Current EU legislation represents a major hurdle to improving medical treatment due to the straight-jacket of EU legislation that the 2001 Clinical Trials Directive imposes, a group of leading European medical scientists charged today in a position paper issued in Brussels and Strasbourg.
(ag/ehj) – The paper issued by the European Science Foundation (ESF) and its European Medical Research Councils (EMRC) welcomes the planned revision of the 2001 Clinical Trials Directive expected later this year, but urges the Commission to take the opportunity to introduce a series of improvements to the Directive. These improvements include streamlining procedures, introducing a risk-based approach to authorising clinical trials and crucially ensuring greater harmonisation in the implementation of EU rules at national level so that clinical trials can take place across national borders.“Balancing these aims with the imperative of maintaining a high level of patient safety is the major challenge facing the revision,” said Professor Liselotte Højgaard, Chair of the EMRC.
Finding that balance, however, is the key to preserving Europe’s position as an innovative and competitive research area.The 2001 Directive was a landmark in the pursuit of quality medicine in Europe. It aimed to facilitate clinical research across the EU, while at the same time maintaining a high level of protection for public health. It established specific provisions regarding the conduct of clinical trials on humans involving medicinal products in particular relating to the implementation of good clinical practice defined as a set of internationally recognised ethical and scientific quality requirements which must be observed for designing, conducting, recording and reporting clinical trials.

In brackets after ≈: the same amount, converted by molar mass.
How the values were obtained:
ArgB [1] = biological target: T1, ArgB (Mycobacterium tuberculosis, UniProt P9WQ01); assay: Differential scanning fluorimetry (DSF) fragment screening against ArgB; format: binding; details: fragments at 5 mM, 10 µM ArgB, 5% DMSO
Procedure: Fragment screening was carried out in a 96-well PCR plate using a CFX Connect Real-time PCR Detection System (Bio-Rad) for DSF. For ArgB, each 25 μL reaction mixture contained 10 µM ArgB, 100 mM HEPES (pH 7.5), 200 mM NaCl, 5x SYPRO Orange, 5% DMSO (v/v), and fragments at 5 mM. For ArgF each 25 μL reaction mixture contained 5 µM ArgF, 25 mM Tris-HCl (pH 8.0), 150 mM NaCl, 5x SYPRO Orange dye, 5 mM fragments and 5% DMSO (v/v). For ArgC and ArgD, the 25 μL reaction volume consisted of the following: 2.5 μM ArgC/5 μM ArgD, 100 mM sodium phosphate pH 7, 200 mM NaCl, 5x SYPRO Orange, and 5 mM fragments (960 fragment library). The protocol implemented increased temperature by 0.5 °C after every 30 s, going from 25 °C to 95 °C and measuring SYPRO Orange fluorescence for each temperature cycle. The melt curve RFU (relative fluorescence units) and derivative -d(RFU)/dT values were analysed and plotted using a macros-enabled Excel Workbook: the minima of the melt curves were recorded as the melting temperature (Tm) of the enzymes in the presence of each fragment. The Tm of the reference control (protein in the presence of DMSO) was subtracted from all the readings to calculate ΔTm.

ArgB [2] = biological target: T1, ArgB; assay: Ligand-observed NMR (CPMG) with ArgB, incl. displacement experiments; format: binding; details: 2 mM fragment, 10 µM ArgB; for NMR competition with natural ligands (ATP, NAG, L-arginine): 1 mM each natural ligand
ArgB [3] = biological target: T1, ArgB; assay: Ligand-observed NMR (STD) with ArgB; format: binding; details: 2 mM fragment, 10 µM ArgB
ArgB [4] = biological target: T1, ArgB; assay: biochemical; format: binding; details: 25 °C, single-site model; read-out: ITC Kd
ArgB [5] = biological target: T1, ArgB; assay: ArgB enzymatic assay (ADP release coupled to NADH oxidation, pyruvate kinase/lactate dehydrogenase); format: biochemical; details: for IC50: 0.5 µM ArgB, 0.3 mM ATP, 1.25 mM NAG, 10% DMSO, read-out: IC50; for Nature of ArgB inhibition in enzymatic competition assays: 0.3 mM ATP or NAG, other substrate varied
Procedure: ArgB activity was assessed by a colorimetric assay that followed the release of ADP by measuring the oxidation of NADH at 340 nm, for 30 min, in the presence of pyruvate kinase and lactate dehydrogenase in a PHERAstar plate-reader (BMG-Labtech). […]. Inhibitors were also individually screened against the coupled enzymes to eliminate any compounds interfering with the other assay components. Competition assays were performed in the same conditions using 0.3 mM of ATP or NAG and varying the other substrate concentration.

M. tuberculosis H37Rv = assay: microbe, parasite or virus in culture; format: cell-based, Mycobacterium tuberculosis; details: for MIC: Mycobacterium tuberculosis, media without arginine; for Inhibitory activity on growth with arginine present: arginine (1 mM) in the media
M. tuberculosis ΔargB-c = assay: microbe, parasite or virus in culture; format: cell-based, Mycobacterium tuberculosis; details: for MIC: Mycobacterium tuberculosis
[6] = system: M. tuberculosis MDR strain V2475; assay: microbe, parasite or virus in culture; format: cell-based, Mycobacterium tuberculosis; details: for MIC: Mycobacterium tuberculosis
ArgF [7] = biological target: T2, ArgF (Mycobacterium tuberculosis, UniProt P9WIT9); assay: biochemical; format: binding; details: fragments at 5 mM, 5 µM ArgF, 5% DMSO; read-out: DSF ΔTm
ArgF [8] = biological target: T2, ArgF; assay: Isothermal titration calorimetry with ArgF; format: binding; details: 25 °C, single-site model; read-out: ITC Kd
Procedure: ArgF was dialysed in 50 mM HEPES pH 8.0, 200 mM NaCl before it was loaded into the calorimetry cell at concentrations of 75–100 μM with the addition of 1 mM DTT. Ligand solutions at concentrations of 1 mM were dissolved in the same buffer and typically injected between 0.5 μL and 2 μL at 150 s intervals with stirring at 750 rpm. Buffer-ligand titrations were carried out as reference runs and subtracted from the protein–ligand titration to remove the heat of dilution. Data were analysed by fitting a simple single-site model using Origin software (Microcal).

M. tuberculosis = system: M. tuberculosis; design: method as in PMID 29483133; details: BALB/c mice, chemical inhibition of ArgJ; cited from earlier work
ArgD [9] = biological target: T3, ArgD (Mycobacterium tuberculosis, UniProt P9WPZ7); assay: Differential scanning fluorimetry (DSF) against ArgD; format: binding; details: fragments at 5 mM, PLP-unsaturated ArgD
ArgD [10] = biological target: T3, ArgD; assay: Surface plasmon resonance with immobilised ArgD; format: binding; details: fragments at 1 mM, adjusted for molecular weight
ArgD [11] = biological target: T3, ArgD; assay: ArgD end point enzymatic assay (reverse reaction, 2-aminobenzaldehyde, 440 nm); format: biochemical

The position paper “Proposal for a revision of the ‘Clinical Trials Directive (2001/20/EC) and other recommendations to facilitate clinical trials” is available on the ESF website: www.ESF.org
It is widely recognised that the 2001 Directive radically enhanced the quality of Europe’s clinical trials on which patient safety resides, and the ESF, EMRC and many other European organisations want the revision to preserve that high standard. But in line with Europe’s 2020 objectives it must also be designed to boost innovation and improve medical treatments.
Since its implementation in 2003 the Directive has been under a lot of criticism for adding to rather than reducing red tape. No one argues the benefits of the strict regulations for high risk trials involving experimental medicines for humans, but the EMRC argues in favour of a sliding scale of requirements depending precisely on the risk involved. In this way low-risk trials or comparative trials could benefit from a less restrictive framework than high risk trials. Clinical researchers wanting to verify the effectiveness of one already licensed medication over another – aspirin versus paracetamol for example – would not have to fulfil the full gamut of rules. “It is time now to align requirements with the risk involved,” stressed Prof Højgaard.
Another key objective for research is to harmonise national implementation of the clinical trials directive. Currently the 27 member states have each translated the Directive into national law with different definitions and varying restrictions so every pan-European trial has to deal with that complexity. This is a non-starter for academic research groups with a low research budget. The EMRC therefore welcomes indications from the Commission that improved harmonisation and cooperation in clinical trials will be part of the revised legislative.
“Excellence in clinical research requires a truly functioning harmonisation,” emphasised Professor Højgaard. “We urge the Commission, European Parliament and the member states to enact a law that unifies clinical trials in Europe.”
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